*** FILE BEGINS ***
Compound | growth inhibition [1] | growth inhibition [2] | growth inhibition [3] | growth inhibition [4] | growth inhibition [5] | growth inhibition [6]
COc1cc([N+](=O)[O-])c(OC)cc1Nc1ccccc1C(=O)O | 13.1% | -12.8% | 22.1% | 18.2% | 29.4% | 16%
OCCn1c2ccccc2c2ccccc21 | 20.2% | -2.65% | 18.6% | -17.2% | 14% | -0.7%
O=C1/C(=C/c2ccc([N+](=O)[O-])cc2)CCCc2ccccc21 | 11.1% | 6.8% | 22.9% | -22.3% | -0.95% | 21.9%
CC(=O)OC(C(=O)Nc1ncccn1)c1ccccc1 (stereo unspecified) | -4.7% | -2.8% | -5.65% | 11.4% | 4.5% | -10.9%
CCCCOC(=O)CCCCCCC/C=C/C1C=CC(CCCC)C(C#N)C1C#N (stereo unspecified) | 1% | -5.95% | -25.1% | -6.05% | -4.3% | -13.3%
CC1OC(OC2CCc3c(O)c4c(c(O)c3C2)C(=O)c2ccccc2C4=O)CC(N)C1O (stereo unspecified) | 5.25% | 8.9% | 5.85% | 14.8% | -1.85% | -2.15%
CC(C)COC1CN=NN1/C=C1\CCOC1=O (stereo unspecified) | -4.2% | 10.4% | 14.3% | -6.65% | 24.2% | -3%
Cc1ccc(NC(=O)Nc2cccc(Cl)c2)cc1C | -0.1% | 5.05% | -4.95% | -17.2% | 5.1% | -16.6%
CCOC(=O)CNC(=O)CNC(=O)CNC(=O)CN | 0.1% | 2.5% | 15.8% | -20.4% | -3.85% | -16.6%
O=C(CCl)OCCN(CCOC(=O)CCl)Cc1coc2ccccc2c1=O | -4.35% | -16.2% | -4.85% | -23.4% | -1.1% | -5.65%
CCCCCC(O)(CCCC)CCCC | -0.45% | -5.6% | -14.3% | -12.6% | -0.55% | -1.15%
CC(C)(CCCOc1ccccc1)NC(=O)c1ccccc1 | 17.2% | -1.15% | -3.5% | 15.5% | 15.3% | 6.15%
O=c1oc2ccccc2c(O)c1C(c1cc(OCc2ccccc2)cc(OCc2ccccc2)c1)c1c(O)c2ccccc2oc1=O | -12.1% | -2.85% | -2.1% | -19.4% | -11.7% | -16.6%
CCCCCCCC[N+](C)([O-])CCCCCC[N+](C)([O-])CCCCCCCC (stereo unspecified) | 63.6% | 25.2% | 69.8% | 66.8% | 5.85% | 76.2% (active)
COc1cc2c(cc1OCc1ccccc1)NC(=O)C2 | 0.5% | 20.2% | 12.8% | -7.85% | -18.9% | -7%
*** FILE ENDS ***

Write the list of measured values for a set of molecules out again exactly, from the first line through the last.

Compound | growth inhibition [1] | growth inhibition [2] | growth inhibition [3] | growth inhibition [4] | growth inhibition [5] | growth inhibition [6]
COc1cc([N+](=O)[O-])c(OC)cc1Nc1ccccc1C(=O)O | 13.1% | -12.8% | 22.1% | 18.2% | 29.4% | 16%
OCCn1c2ccccc2c2ccccc21 | 20.2% | -2.65% | 18.6% | -17.2% | 14% | -0.7%
O=C1/C(=C/c2ccc([N+](=O)[O-])cc2)CCCc2ccccc21 | 11.1% | 6.8% | 22.9% | -22.3% | -0.95% | 21.9%
CC(=O)OC(C(=O)Nc1ncccn1)c1ccccc1 (stereo unspecified) | -4.7% | -2.8% | -5.65% | 11.4% | 4.5% | -10.9%
CCCCOC(=O)CCCCCCC/C=C/C1C=CC(CCCC)C(C#N)C1C#N (stereo unspecified) | 1% | -5.95% | -25.1% | -6.05% | -4.3% | -13.3%
CC1OC(OC2CCc3c(O)c4c(c(O)c3C2)C(=O)c2ccccc2C4=O)CC(N)C1O (stereo unspecified) | 5.25% | 8.9% | 5.85% | 14.8% | -1.85% | -2.15%
CC(C)COC1CN=NN1/C=C1\CCOC1=O (stereo unspecified) | -4.2% | 10.4% | 14.3% | -6.65% | 24.2% | -3%
Cc1ccc(NC(=O)Nc2cccc(Cl)c2)cc1C | -0.1% | 5.05% | -4.95% | -17.2% | 5.1% | -16.6%
CCOC(=O)CNC(=O)CNC(=O)CNC(=O)CN | 0.1% | 2.5% | 15.8% | -20.4% | -3.85% | -16.6%
O=C(CCl)OCCN(CCOC(=O)CCl)Cc1coc2ccccc2c1=O | -4.35% | -16.2% | -4.85% | -23.4% | -1.1% | -5.65%
CCCCCC(O)(CCCC)CCCC | -0.45% | -5.6% | -14.3% | -12.6% | -0.55% | -1.15%
CC(C)(CCCOc1ccccc1)NC(=O)c1ccccc1 | 17.2% | -1.15% | -3.5% | 15.5% | 15.3% | 6.15%
O=c1oc2ccccc2c(O)c1C(c1cc(OCc2ccccc2)cc(OCc2ccccc2)c1)c1c(O)c2ccccc2oc1=O | -12.1% | -2.85% | -2.1% | -19.4% | -11.7% | -16.6%
CCCCCCCC[N+](C)([O-])CCCCCC[N+](C)([O-])CCCCCCCC (stereo unspecified) | 63.6% | 25.2% | 69.8% | 66.8% | 5.85% | 76.2% (active)
COc1cc2c(cc1OCc1ccccc1)NC(=O)C2 | 0.5% | 20.2% | 12.8% | -7.85% | -18.9% | -7%